As DUI defense attorneys in Mt. Pleasant and Charleston, we’re often asked how much it costs if you’re charged with a DUI. We recently saw some billboards around that had a picture of a State Trooper holding a breathalyzer up to a person being arrested for DUI. The billboard read: “You Just Blew $10,000.” It is not an exaggeration. Driving after drinking, even in cases where you felt ok to drive, can cost a lot of money. Also, if you have a car accident that is not your fault, but you had even a couple of drinks, you can be charged with felony DUI and possibly spend years in jail. Arrange for a designated driver, call a cab, or get a hotel room. These options can help you in the wallet, and they can save a life. If you’re charged with driving under the influence (DUI), there are numerous costs that you will have to incur, some of which affect you even if you’re found not guilty.
The Cost of Bonding Out for a DUI in South Carolina
First, the court will hold a bond hearing. Some people get “PR bonds,” which means they don’t have to pay money to get out. Some receive “surety bonds,” which means they do have to pay money to get out. If your bond is $1,000, you may end up paying around 10% of that, or $100, to a bondsman.
Impounded Vehicle Costs
Unless you were arrested in your driveway, the police will probably impound your car. The fee to the towing company varies, but it can easily be $150 when you try to get your car out. For every extra day it is left there, the cost goes up.
The Cost of Refusing to Take a Breath Test in South Carolina
You may have refused to blow into the breathalyzer, which results in your license being suspended. You may challenge this suspension, but it will cost you $200 to file for the “implied consent hearing.” You will also obtain a Temporary Alcohol License while you wait on the hearing, which costs $100, and then when you finally get your license back, it will cost another $100. Also, if you do blow and the reading is 0.15 or higher, then you’ll have to deal with a suspension and possible implied consent hearing as well.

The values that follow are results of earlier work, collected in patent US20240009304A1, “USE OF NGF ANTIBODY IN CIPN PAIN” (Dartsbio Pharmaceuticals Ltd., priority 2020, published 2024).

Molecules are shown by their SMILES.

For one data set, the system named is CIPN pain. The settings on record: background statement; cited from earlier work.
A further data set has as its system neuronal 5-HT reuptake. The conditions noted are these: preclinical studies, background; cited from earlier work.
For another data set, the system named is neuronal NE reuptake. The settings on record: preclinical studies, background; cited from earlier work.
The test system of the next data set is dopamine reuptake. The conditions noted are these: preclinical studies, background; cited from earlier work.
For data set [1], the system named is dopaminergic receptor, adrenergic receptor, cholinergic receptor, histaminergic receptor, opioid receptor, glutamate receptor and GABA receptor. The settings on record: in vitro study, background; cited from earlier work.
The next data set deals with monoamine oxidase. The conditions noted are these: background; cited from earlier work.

The Cost of ADSAP in South Carolina
If you lose the implied consent hearing, or if you’re ultimately convicted of DUI or driving with an unlawful alcohol content (DUAC), then you’ll have to enroll in and complete the Alcohol and Drug Safety Action Program (ADSAP). This program costs around $500.
Reckless Driving Penalty
Some DUI’s end up with the person pleading guilty to reckless driving in exchange for a dismissal of the DUI. The fine for reckless driving is $445 and will likely cause your insurance rates to increase.
DUI Fines in South Carolina
If convicted of DUI, and you refused the breathalyzer, if you don’t receive jail time, the fine will be $997. The fine goes up if you blew a 0.10 or greater. If it is a DUI 2nd offense, the fine is between $2,100 and $5,100. If it is a third offense or greater, the fine keeps going up.
SR-22 Insurance in South Carolina
If you’re convicted of DUI, you will have to carry SR-22 driving insurance for three years. The cost of SR-22 varies from insurance company to insurance company and from driver to driver, so you will likely call around and get several quotes to pick the cheapest one. Be prepared for SR-22 to increase your rates at least $100 per month, which comes out to $3,600 over the three years.
DUI Legal Defense Costs in South Carolina
You may wish to fight the DUI, which will result in you calling around to different law offices to pick the best lawyer for you. In South Carolina, you will generally hear of an attorney’s fee ranging from $2,500 to $7,000, but there are some even cheaper or more expensive depending on your lawyer’s experience. As we wrote in this article, beware of “el cheapo” legal services!
Also, there may be costs involved in your case for numerous reasons. Your lawyer may want to order your official driving record, which costs $25. Your lawyer may advise you that it would be beneficial to hire an expert witness of some sort to testify on your behalf. An expert can cost over $5000.
Effect of a DUI on Your Job in South Carolina
On top of all of this, even if you didn’t lose your job or cost you a promotion, you likely at least had to take some time off of work to go to court and lose some wages as a result.